In the emergency room, you will be working with lab techs, aides, doctors, phlebotomists, x-ray techs, and more. When you’re working with that many people, it’s essential to have the ability to collaborate.

Assertiveness

You need to know what you need and be able to ask for it in the emergency room. When you need something, it’s vital that you can express that, so you are understood and heard. Having the ability to be assertive will make you the best advocate for your patient. 

Strong Handle on Emotions

The families and patients you are working with will likely be scared. And, you might have a strong emotional reaction to some scenarios.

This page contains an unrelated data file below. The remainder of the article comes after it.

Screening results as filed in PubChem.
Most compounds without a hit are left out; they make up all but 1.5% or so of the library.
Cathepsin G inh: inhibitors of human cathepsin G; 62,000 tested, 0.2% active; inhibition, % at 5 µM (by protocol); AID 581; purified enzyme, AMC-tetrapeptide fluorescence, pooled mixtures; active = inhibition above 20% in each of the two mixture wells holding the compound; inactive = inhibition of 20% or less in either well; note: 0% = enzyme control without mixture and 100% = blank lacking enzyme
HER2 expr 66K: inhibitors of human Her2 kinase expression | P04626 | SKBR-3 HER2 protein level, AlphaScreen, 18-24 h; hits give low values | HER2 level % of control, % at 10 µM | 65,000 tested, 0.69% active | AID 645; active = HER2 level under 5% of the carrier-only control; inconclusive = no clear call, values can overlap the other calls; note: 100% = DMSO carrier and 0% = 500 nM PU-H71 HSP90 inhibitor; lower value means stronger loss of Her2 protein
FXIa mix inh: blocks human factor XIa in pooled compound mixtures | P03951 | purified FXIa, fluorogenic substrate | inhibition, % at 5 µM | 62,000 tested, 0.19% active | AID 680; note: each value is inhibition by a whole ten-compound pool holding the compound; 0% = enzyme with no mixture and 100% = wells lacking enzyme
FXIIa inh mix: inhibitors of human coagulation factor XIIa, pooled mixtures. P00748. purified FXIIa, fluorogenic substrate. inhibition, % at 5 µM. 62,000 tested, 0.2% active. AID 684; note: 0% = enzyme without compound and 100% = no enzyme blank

However, you need the ability to handle your emotions at the moment. While you can be empathetic, you can’t allow your emotions to keep you from doing your job. 

Coping Skills

At the end of the day, you’ll head home, and it’s likely you will have stress and emotions leftover from the day. It’s important to have coping skills in place to help you handle those feelings. 

If you don’t practice self-care as a nurse, you won’t be able to continue going back day after day. The job is emotionally and physically draining, and you need time to breathe and reset. 

Start Your Journey as an Emergency Room Nurse

Do you have what it takes to be an emergency room nurse? There are a lot of hard and soft skills you need to excel, but the world needs you. 

If you’re ready to learn where you fit as a nurse, join Thornbury Nursing Services and let us help you find your next assignment.